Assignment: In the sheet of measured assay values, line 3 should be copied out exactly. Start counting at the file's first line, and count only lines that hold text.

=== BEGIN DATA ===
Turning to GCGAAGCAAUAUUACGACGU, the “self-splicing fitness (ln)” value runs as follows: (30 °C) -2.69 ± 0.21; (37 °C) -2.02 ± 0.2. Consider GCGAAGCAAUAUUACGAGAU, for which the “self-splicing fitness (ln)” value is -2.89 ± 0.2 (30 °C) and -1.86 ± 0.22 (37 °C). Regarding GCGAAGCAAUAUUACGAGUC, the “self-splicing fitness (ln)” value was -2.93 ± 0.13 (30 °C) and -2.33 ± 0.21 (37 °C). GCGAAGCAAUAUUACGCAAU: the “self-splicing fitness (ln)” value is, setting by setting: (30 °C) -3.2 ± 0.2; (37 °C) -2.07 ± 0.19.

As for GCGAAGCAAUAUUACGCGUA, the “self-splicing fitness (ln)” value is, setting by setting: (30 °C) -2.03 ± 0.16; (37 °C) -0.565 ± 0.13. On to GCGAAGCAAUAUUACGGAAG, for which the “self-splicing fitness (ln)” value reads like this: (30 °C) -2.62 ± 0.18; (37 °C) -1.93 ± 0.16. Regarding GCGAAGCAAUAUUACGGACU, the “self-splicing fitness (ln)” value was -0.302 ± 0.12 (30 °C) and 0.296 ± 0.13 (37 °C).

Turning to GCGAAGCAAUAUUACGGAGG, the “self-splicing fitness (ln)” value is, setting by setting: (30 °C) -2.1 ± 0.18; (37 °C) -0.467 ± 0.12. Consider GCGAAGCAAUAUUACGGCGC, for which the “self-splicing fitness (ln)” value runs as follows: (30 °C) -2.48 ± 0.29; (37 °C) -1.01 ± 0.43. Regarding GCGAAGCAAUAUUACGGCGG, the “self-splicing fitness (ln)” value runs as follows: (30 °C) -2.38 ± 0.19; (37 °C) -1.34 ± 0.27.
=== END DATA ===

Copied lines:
Turning to GCGAAGCAAUAUUACGGAGG, the “self-splicing fitness (ln)” value is, setting by setting: (30 °C) -2.1 ± 0.18; (37 °C) -0.467 ± 0.12. Consider GCGAAGCAAUAUUACGGCGC, for which the “self-splicing fitness (ln)” value runs as follows: (30 °C) -2.48 ± 0.29; (37 °C) -1.01 ± 0.43. Regarding GCGAAGCAAUAUUACGGCGG, the “self-splicing fitness (ln)” value runs as follows: (30 °C) -2.38 ± 0.19; (37 °C) -1.34 ± 0.27.